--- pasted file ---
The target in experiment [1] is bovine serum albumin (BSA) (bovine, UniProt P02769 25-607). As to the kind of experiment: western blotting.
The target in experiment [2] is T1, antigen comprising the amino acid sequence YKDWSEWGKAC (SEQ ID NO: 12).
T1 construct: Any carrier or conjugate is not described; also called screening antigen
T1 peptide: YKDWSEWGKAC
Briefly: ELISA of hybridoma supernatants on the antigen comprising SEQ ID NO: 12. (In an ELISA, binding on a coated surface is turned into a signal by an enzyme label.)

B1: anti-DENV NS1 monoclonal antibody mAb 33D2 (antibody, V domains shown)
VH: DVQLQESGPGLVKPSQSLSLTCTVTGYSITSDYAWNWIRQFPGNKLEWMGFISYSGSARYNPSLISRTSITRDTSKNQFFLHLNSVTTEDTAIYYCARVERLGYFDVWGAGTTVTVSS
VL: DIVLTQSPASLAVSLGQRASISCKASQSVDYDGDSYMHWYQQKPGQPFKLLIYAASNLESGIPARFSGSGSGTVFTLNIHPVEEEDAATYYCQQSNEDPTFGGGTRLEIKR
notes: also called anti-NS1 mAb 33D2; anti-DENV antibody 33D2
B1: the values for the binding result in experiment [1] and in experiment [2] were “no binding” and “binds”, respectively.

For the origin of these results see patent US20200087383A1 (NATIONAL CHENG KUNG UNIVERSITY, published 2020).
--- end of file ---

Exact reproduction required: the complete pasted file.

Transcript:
The target in experiment [1] is bovine serum albumin (BSA) (bovine, UniProt P02769 25-607). As to the kind of experiment: western blotting.
The target in experiment [2] is T1, antigen comprising the amino acid sequence YKDWSEWGKAC (SEQ ID NO: 12).
T1 construct: Any carrier or conjugate is not described; also called screening antigen
T1 peptide: YKDWSEWGKAC
Briefly: ELISA of hybridoma supernatants on the antigen comprising SEQ ID NO: 12. (In an ELISA, binding on a coated surface is turned into a signal by an enzyme label.)

B1: anti-DENV NS1 monoclonal antibody mAb 33D2 (antibody, V domains shown)
VH: DVQLQESGPGLVKPSQSLSLTCTVTGYSITSDYAWNWIRQFPGNKLEWMGFISYSGSARYNPSLISRTSITRDTSKNQFFLHLNSVTTEDTAIYYCARVERLGYFDVWGAGTTVTVSS
VL: DIVLTQSPASLAVSLGQRASISCKASQSVDYDGDSYMHWYQQKPGQPFKLLIYAASNLESGIPARFSGSGSGTVFTLNIHPVEEEDAATYYCQQSNEDPTFGGGTRLEIKR
notes: also called anti-NS1 mAb 33D2; anti-DENV antibody 33D2
B1: the values for the binding result in experiment [1] and in experiment [2] were “no binding” and “binds”, respectively.

For the origin of these results see patent US20200087383A1 (NATIONAL CHENG KUNG UNIVERSITY, published 2020).